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Flying is fun, it’s exciting, it’s rewarding, it’s something you look forward to doing on the path to become a commercial pilot. However, most will tell you that the obligatory FAA knowledge tests are none of these things. They are merely the unpleasant somethings we have to do in
By Tim Genc Here’s a question: How many hours in a training device or simulator can you use in a private pilot license program or airline academy? This seems like a pretty straight-forward and simple question, right? Well, let’s see… According to the FARs and associated Advisory Circulars, and
By: Steven Daun, National Chief Pilot If you have had the opportunity to take an FAA checkride in the last year or two, you have probably noticed the emphasis placed on scenario-based questions. The new Airmen Certification Standards (ACS) now require that certain tasks, such as operating as PIC,
American Flyers has been training and supporting pilots since 1939. Throughout this time, we have trained more instrument pilots than anyone else in the industry. Many years ago, American Flyers condensed this knowledge and experience and published a “how to” guide for instrument pilots. This manual is called “Single
By: Steven Daun, National Chief Pilot Weather is usually the weakest subject area that we fund when speaking with pilots. This is regardless of certificate or rating(s) held. The weather seems to be one of those areas that is treated differently than the other topics that we discuss. Why?
By Andrew Henley In the fall of 2012, American Flyers and Nova Southeastern University (NSU) began offering a Bachelor of Science degree in Human Services Administration with a concentration in Human Factors in Aviation. The program is a direct result of the combined efforts of American Flyers and Nova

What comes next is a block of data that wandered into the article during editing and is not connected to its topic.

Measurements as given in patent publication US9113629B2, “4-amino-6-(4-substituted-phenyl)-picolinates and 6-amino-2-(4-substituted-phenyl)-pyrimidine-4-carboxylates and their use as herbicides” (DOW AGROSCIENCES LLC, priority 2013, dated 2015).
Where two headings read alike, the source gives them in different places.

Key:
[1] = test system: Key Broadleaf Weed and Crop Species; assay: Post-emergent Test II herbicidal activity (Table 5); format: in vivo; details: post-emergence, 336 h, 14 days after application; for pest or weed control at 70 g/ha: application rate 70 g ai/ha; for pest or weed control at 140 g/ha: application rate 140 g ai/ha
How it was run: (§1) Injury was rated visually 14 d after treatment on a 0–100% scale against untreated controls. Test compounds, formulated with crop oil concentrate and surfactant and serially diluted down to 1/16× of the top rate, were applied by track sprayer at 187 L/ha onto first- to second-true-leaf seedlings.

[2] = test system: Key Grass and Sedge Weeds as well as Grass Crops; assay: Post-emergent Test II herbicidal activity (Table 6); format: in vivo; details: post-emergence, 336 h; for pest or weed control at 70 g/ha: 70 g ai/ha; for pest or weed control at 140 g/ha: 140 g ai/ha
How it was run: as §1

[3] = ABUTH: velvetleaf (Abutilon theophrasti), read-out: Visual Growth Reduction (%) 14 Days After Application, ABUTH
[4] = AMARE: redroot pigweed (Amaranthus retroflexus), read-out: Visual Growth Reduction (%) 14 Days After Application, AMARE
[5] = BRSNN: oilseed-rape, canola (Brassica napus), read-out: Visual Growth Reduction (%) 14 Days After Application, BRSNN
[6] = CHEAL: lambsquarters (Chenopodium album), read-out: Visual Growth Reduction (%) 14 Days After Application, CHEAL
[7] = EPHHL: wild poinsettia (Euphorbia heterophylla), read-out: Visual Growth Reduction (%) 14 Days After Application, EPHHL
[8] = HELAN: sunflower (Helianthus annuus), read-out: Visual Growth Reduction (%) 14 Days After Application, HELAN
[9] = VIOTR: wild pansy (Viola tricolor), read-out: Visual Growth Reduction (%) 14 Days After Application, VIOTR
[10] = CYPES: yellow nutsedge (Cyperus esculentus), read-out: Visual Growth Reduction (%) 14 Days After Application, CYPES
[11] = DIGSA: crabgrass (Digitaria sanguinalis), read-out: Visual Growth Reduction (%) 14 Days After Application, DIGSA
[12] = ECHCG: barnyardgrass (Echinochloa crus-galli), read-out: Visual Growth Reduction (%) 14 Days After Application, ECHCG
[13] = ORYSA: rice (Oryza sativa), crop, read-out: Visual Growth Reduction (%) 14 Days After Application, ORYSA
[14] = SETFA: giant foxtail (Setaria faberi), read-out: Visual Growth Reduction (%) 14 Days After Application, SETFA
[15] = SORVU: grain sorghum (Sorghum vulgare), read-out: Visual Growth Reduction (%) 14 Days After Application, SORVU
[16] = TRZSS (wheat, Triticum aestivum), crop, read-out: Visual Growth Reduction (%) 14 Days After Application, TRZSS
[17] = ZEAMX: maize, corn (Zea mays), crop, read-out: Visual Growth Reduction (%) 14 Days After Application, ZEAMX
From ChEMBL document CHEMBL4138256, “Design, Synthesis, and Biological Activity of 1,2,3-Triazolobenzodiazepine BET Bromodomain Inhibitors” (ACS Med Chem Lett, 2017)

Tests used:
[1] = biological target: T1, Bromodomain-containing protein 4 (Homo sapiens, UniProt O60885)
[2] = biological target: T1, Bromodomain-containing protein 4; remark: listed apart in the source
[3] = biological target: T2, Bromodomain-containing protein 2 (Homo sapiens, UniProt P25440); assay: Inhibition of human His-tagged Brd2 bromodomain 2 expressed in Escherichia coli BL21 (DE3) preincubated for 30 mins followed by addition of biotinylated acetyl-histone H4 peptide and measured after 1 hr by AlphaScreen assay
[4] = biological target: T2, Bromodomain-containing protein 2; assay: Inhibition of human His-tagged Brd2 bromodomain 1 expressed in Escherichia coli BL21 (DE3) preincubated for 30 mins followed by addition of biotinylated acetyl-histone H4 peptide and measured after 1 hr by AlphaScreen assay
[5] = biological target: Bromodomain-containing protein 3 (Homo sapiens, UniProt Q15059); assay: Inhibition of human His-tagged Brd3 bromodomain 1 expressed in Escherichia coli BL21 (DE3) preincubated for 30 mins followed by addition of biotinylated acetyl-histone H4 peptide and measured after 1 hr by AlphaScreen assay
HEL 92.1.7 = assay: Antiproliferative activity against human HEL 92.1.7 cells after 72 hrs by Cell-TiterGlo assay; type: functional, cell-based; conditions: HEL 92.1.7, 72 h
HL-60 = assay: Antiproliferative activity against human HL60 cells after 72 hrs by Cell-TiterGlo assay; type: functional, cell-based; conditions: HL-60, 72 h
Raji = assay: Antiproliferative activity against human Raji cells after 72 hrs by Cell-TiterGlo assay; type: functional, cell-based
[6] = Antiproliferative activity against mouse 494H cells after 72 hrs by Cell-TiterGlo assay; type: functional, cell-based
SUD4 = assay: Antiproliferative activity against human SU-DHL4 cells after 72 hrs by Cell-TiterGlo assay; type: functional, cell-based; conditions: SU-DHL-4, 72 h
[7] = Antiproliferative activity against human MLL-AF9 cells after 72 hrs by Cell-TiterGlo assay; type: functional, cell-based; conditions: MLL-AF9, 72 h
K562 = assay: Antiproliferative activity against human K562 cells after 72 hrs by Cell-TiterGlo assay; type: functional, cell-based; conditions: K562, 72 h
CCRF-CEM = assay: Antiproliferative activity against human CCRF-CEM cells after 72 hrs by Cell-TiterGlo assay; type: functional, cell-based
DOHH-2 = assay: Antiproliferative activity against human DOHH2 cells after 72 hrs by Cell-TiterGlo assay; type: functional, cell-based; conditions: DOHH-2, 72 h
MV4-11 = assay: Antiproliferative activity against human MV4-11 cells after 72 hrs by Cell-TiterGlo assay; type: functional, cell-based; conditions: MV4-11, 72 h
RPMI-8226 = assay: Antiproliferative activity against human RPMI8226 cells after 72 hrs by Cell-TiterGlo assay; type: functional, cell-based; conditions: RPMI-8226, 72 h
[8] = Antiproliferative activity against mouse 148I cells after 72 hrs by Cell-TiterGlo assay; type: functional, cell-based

You’re in a solid IMC on the last hour of what has been a five-hour IFR flight. The weather is poor, it’s cold and bumpy and you have a couple of passengers with you who are getting nervous. Suddenly, one of your annunciator lights come on, indicating that there
By Tim Genc Someone asked me, “How can I get the most out of my 141 flight program?” My initial response was, “Do you know what the difference between 141 and 61 is?” And before they could answer, I proclaimed, “It’s 80.” (Think about it… a difference is a
By Time Genc A while back, after my certified flight instructor course, I took a motorcycle safety course and it was one of the most unique motorcycle courses I have taken thus far: it was all about how to lay down a motorcycle. That’s right, it was two days
By Andrew Henley Editor’s Note: In this month’s column, Andrew explores the Private Pilot portion of the Career Academy. More information on the career training programs offered by American Flyers can be found by going to  On the quest to become a commercial pilot, there are many segments.
By Ian Dasho As most pilots in airline academy and flight instructors who have completed a certified flight instructor course know, the airplane is not an ideal classroom. Fun but not ideal. Simulators can provide a practical learning environment, free of stress and distractions, which will allow student pilots
By Tim Genc Recently, we had a former graduate send us a coupon he had found in a very old aviation publication. It advertised an hour-long airplane ride for $5. We had a good chuckle over the clipping and talked a little bit about aviation and the industry. As